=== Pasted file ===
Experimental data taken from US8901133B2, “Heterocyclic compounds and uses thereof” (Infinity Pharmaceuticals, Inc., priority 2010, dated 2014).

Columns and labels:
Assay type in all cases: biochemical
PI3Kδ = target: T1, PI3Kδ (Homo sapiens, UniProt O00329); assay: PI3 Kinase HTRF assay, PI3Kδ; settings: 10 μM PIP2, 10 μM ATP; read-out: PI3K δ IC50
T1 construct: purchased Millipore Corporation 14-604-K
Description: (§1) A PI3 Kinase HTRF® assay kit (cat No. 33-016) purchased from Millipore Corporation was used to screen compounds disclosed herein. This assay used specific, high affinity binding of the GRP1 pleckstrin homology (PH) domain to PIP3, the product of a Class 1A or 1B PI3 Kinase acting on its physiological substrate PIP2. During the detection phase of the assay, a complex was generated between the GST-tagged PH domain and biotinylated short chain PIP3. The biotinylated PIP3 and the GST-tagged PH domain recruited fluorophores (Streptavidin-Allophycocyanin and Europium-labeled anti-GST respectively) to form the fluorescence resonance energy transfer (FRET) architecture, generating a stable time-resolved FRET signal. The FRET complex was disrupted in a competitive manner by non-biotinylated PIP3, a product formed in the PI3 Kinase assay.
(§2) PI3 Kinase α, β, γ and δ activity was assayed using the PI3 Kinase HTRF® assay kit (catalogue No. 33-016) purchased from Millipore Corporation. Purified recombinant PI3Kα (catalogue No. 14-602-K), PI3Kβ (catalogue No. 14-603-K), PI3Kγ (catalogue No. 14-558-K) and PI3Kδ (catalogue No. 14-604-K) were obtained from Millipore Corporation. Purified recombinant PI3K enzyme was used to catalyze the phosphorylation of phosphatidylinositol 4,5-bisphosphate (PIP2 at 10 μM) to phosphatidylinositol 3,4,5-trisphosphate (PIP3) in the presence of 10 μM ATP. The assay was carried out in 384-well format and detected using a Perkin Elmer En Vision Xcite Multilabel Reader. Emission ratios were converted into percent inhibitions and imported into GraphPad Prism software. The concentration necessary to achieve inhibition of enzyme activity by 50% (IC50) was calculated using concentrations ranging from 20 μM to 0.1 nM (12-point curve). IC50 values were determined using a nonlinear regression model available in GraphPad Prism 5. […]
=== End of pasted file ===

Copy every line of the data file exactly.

Experimental data taken from US8901133B2, “Heterocyclic compounds and uses thereof” (Infinity Pharmaceuticals, Inc., priority 2010, dated 2014).

Columns and labels:
Assay type in all cases: biochemical
PI3Kδ = target: T1, PI3Kδ (Homo sapiens, UniProt O00329); assay: PI3 Kinase HTRF assay, PI3Kδ; settings: 10 μM PIP2, 10 μM ATP; read-out: PI3K δ IC50
T1 construct: purchased Millipore Corporation 14-604-K
Description: (§1) A PI3 Kinase HTRF® assay kit (cat No. 33-016) purchased from Millipore Corporation was used to screen compounds disclosed herein. This assay used specific, high affinity binding of the GRP1 pleckstrin homology (PH) domain to PIP3, the product of a Class 1A or 1B PI3 Kinase acting on its physiological substrate PIP2. During the detection phase of the assay, a complex was generated between the GST-tagged PH domain and biotinylated short chain PIP3. The biotinylated PIP3 and the GST-tagged PH domain recruited fluorophores (Streptavidin-Allophycocyanin and Europium-labeled anti-GST respectively) to form the fluorescence resonance energy transfer (FRET) architecture, generating a stable time-resolved FRET signal. The FRET complex was disrupted in a competitive manner by non-biotinylated PIP3, a product formed in the PI3 Kinase assay.
(§2) PI3 Kinase α, β, γ and δ activity was assayed using the PI3 Kinase HTRF® assay kit (catalogue No. 33-016) purchased from Millipore Corporation. Purified recombinant PI3Kα (catalogue No. 14-602-K), PI3Kβ (catalogue No. 14-603-K), PI3Kγ (catalogue No. 14-558-K) and PI3Kδ (catalogue No. 14-604-K) were obtained from Millipore Corporation. Purified recombinant PI3K enzyme was used to catalyze the phosphorylation of phosphatidylinositol 4,5-bisphosphate (PIP2 at 10 μM) to phosphatidylinositol 3,4,5-trisphosphate (PIP3) in the presence of 10 μM ATP. The assay was carried out in 384-well format and detected using a Perkin Elmer En Vision Xcite Multilabel Reader. Emission ratios were converted into percent inhibitions and imported into GraphPad Prism software. The concentration necessary to achieve inhibition of enzyme activity by 50% (IC50) was calculated using concentrations ranging from 20 μM to 0.1 nM (12-point curve). IC50 values were determined using a nonlinear regression model available in GraphPad Prism 5. […]